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University of Massachusetts Amherst

Family Business Center

Finding the Right Consultant

by Shel Horowitz

Anne Weiss of TLD Consultants, and one of her clients, Robert Adelstein, CEO of Metal Dynamics, told Family Business Center members how to find a consultant.

Why use a consultant? According to Adelstein, he needed an outside viewpoint. "I was interacting with my son as my son, not as my sales manager. He had been too close to the relationship to view it objectively. "Using consultants has made a huge difference."

But, cautioned business owners in attendance, only use a consultant if you've made "a decision to change the way you do business" and are ready to consider the consultant's advice. Otherwise, all you will do is fight against the consultant's recommendations. One attender joked that a consultant "lives 50 or more miles away and tells you what you already know."

Weiss echoed the idea that the client must be ready. "It's good to feel a painful itch" and be uncomfortable with the status quo. "The consultant can do something you can't see because you're inside of it. You have an interpreter, someone that's not attached to the situation."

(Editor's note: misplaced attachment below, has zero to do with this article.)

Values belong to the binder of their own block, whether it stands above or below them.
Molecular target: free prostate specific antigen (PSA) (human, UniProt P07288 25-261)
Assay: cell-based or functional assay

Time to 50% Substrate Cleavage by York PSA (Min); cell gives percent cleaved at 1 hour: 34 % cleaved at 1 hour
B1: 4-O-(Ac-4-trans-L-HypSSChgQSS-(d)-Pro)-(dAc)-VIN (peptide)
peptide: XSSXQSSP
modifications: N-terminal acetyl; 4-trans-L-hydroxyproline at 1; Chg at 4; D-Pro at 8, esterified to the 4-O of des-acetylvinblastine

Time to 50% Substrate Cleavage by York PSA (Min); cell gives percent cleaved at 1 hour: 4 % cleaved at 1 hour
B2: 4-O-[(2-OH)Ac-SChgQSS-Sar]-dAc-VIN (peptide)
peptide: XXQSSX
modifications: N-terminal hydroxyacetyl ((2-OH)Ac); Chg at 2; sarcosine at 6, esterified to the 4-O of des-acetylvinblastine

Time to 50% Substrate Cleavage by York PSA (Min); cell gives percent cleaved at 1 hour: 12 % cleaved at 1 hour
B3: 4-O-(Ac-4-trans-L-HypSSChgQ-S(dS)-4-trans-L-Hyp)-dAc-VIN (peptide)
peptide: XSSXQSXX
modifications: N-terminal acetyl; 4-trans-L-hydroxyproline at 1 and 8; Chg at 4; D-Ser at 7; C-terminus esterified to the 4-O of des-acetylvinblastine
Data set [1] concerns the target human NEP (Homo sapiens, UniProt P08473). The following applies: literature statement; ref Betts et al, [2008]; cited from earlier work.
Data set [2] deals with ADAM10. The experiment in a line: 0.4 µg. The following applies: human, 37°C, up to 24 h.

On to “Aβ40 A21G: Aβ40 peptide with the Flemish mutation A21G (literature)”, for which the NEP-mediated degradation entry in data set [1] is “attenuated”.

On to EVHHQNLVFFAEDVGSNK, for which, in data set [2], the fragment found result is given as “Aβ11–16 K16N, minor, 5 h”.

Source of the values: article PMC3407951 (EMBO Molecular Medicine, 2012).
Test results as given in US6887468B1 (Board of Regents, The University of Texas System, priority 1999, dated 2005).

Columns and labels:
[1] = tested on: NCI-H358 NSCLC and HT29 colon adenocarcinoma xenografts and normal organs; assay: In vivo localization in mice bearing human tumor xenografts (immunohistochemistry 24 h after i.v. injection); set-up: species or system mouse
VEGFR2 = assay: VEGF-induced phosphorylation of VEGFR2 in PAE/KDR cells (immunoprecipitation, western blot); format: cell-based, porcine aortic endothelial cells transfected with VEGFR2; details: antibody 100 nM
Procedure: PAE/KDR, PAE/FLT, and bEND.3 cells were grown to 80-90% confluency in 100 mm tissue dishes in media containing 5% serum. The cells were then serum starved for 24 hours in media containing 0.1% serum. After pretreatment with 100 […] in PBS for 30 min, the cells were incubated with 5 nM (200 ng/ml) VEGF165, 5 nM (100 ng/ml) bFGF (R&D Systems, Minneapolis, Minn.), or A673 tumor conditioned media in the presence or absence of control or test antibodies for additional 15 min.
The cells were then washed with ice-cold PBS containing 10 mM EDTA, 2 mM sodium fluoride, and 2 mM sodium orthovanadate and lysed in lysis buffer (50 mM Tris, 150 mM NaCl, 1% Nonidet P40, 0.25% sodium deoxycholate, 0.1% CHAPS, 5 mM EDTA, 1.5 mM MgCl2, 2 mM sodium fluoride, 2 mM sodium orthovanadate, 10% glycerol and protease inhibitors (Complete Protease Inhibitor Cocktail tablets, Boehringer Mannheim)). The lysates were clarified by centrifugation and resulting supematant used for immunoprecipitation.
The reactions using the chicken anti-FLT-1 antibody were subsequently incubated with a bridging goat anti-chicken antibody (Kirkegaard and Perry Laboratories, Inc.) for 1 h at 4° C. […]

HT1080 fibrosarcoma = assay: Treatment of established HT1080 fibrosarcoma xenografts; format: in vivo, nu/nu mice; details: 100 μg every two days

Consultants are not only troubleshooters, however. Sometimes a consultant will validate the path you've chosen, and help to marshal support from other managers who aren't so sure.

Referrals from similar companies can often put you on the trail of a good consultant, but that alone is not enough. In choosing a consultant, Weiss suggested that business owners have a clear sense of what they want the consultant to accomplish. Then "look and see who's going to cause you to produce those results." Also examine credentials, of course, but also some less tangible factors: "Have they produced the result before? Do you like them?" Will they be "on the court"-actively involved-or passive observers?

And will they be able to pull together measurable, quantifiable improvements? You want a consultant who can achieve your objectives.

One surprise: Weiss said that familiarity with your particular industry may not necessarily be a requirement. If the issues involve universal conflicts such and compensation and responsibility, consultants can come up to speed on your industry's particulars very quickly.

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